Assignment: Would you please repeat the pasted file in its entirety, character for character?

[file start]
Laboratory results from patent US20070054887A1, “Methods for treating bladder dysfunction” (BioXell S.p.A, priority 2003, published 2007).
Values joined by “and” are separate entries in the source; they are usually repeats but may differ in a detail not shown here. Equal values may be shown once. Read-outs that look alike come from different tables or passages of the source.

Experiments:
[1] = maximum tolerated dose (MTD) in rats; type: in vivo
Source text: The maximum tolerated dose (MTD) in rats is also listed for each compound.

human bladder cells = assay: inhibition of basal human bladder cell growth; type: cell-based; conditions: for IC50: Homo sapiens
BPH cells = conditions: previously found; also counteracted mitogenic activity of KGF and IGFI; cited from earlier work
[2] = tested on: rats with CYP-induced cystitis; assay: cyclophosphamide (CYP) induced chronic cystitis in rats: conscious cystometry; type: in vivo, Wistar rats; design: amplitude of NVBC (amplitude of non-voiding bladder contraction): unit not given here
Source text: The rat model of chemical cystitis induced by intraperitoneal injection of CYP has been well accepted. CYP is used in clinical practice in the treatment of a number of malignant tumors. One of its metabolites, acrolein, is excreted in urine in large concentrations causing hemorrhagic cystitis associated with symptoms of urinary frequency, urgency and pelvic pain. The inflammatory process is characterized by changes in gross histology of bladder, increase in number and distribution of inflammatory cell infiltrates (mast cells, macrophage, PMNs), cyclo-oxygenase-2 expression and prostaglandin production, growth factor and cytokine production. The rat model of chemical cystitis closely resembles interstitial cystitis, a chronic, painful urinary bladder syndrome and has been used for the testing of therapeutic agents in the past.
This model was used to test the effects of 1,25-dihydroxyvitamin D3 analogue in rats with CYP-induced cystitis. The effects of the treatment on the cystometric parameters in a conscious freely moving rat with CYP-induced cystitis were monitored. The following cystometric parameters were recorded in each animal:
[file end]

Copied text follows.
Laboratory results from patent US20070054887A1, “Methods for treating bladder dysfunction” (BioXell S.p.A, priority 2003, published 2007).
Values joined by “and” are separate entries in the source; they are usually repeats but may differ in a detail not shown here. Equal values may be shown once. Read-outs that look alike come from different tables or passages of the source.

Experiments:
[1] = maximum tolerated dose (MTD) in rats; type: in vivo
Source text: The maximum tolerated dose (MTD) in rats is also listed for each compound.

human bladder cells = assay: inhibition of basal human bladder cell growth; type: cell-based; conditions: for IC50: Homo sapiens
BPH cells = conditions: previously found; also counteracted mitogenic activity of KGF and IGFI; cited from earlier work
[2] = tested on: rats with CYP-induced cystitis; assay: cyclophosphamide (CYP) induced chronic cystitis in rats: conscious cystometry; type: in vivo, Wistar rats; design: amplitude of NVBC (amplitude of non-voiding bladder contraction): unit not given here
Source text: The rat model of chemical cystitis induced by intraperitoneal injection of CYP has been well accepted. CYP is used in clinical practice in the treatment of a number of malignant tumors. One of its metabolites, acrolein, is excreted in urine in large concentrations causing hemorrhagic cystitis associated with symptoms of urinary frequency, urgency and pelvic pain. The inflammatory process is characterized by changes in gross histology of bladder, increase in number and distribution of inflammatory cell infiltrates (mast cells, macrophage, PMNs), cyclo-oxygenase-2 expression and prostaglandin production, growth factor and cytokine production. The rat model of chemical cystitis closely resembles interstitial cystitis, a chronic, painful urinary bladder syndrome and has been used for the testing of therapeutic agents in the past.
This model was used to test the effects of 1,25-dihydroxyvitamin D3 analogue in rats with CYP-induced cystitis. The effects of the treatment on the cystometric parameters in a conscious freely moving rat with CYP-induced cystitis were monitored. The following cystometric parameters were recorded in each animal: